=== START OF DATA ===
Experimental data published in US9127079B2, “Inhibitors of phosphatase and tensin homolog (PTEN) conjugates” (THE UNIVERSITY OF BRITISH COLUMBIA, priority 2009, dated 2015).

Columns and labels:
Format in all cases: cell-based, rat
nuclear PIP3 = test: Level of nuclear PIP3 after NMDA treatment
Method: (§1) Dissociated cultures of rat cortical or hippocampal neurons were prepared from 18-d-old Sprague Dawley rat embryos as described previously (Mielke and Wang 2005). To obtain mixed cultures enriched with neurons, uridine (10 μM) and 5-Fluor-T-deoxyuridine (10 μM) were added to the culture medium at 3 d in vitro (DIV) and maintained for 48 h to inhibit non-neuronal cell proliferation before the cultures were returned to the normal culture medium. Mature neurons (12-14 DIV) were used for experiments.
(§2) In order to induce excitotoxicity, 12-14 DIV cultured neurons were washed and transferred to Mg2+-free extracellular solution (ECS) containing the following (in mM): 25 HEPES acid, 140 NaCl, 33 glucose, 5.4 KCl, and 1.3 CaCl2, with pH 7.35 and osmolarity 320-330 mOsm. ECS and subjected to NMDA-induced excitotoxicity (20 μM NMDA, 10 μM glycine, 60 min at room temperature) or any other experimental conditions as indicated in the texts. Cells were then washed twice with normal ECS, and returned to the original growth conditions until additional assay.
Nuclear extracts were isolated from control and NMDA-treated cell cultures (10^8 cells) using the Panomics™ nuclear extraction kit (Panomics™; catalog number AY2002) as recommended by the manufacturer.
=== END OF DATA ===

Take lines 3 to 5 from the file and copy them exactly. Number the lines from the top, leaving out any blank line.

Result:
Format in all cases: cell-based, rat
nuclear PIP3 = test: Level of nuclear PIP3 after NMDA treatment
Method: (§1) Dissociated cultures of rat cortical or hippocampal neurons were prepared from 18-d-old Sprague Dawley rat embryos as described previously (Mielke and Wang 2005). To obtain mixed cultures enriched with neurons, uridine (10 μM) and 5-Fluor-T-deoxyuridine (10 μM) were added to the culture medium at 3 d in vitro (DIV) and maintained for 48 h to inhibit non-neuronal cell proliferation before the cultures were returned to the normal culture medium. Mature neurons (12-14 DIV) were used for experiments.